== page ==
Pope Francis will adhere to a policy of “total balance” regarding the Israeli-Palestinian conflict, his close friend Rabbi Abraham Skorka said Wednesday in Jerusalem, though he noted that Francis’s scheduled laying of a wreath at the grave of Theodor Herzl would be “a meaningful act.”
Four days before the pontiff’s scheduled arrival in the region, Skorka dismissed reports that the pope would use his speeches in Israel, Jordan and the Palestinian territories to recognize the “State of Palestine” and call for an end of the “occupation” of the West Bank.
Pope Francis himself on Wednesday described his upcoming trip as “strictly religious” and aimed at praying for peace in the region.
“He will try to be balanced,” said Skorka, the rector of the Seminario Rabinico Latinoamericano in Buenos Aires, who became friends with the pope years ago when he was still Cardinal Jorge Bergoglio.
Archbishop Guiseppe Lazzarotto, the Holy See’s chief diplomatic envoy to Israel, likewise rejected the notion that the pope might make controversial policy statements during his two days in Israel and the Palestinian areas. “The visit is absolutely not political,” the apostolic nuncio told The Times of Israel during a visit to Mount Herzl, where together with Foreign Ministry staff he inspected the site ahead of the pope’s scheduled stop there on Monday. Francis will lay a wreath at the grave of Zionist visionary Herzl.
The Vatican’s official website for the visit to the Holy Land lists a “courtesy visit to the President of the State of Palestine” for Sunday, and AP reported that West Bank artisans “are fashioning a cross with cement pieces of Israel’s [security] barrier for the Palestinian president to give the pope.” One Israeli website has been quoting sources saying that the pope considers himself the “Che Guevara of the Palestinians” and that he will be seeking to support their “struggle and rights” during his visit. “He is taking a helicopter directly from Jordan to Palestine — to Bethlehem. It’s a kind of sign of recognizing Palestine,” Father Jamal Khader of the Latin patriarchate in Jerusalem was quoted as saying.
Skorka has been invited, together with Imam Omar Abboud, a leader of Argentina’s Muslim community, to join the pope during the trip. “This will be the first time that non-Christians are traveling on the pope’s plane,” Skorka said in Spanish, speaking through an interpreter.
Speaking at an event organized by the Jerusalem Press Club and Fuente Latina, Skorka noted that Francis’s visit to Mount Herzl and Herzl’s grave could be understood as a nod to Zionism. “That is a meaningful act,” Skorka said. “He understands the importance of the land of Israel and the state of Israel to the Jewish people.” The two last popes who visited Israel — John Paul II in 2000 and Benedict XVI in 2009 — did not visit Herzl’s grave. (The first pope to visit, Paul VI in 1964, steadfastly refused to acknowledge that he was even in Israel.)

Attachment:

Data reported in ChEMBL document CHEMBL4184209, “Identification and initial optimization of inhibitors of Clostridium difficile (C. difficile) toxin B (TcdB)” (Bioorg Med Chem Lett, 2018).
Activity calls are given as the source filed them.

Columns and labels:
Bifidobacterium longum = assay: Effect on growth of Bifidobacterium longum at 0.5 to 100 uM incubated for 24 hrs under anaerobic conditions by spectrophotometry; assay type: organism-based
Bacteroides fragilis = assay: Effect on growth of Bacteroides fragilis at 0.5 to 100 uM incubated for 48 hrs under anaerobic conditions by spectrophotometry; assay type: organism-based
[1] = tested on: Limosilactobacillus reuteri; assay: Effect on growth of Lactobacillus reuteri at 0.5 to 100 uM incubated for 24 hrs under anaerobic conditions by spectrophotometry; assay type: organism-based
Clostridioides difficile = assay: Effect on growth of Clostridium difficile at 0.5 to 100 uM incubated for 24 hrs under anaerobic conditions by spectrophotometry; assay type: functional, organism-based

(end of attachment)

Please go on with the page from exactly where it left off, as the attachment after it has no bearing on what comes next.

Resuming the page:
The pope is coming to send a message of peace and interfaith understanding, Skorka said, adding that the fact that he asked a rabbi and an imam to join him underlined his conviction that unity and peace can be achieved. The pope will be joined by the two clergymen for a joint prayer at the Western Wall on Monday, the rabbi noted.
Francis’s close ties to the Jews of Argentina are fairly well known. He and Skorka have been close friends since the days when Francis was known as cardinal Jorge Bergoglio, archbishop of Buenos Aires. In September 2013, Skorka spent a week at St. Martha’s House, the papal residence at the Vatican. The two also coauthored a book, “On Heaven and Earth,” and have prayed from each other’s pulpits.
Skorka said he didn’t remember exactly how his conversations with Bergoglio began, but the two had come to know each other through the city’s religious events. Skorka wrote articles on interfaith issues for a newspaper the cardinal read. In person, they would needle each other about whose soccer team was winning. But more than that, Skorka said they were united in trying to reach people who had fallen away from their own religions and instead worshiped what the rabbi calls the “idols” of money, power and sex. Growing secularism has hit both the Catholic Church and Jewish communities in Latin America. The church has also lost many parishioners to popular Pentecostal movements.
In an interview in November, Skorka had said he hoped to pray with the pope both at the Western Wall, the holiest place where Jews can pray, and in Bethlehem, “to show the world it is possible.”
Spencer Ho and the Associated Press contributed to this report.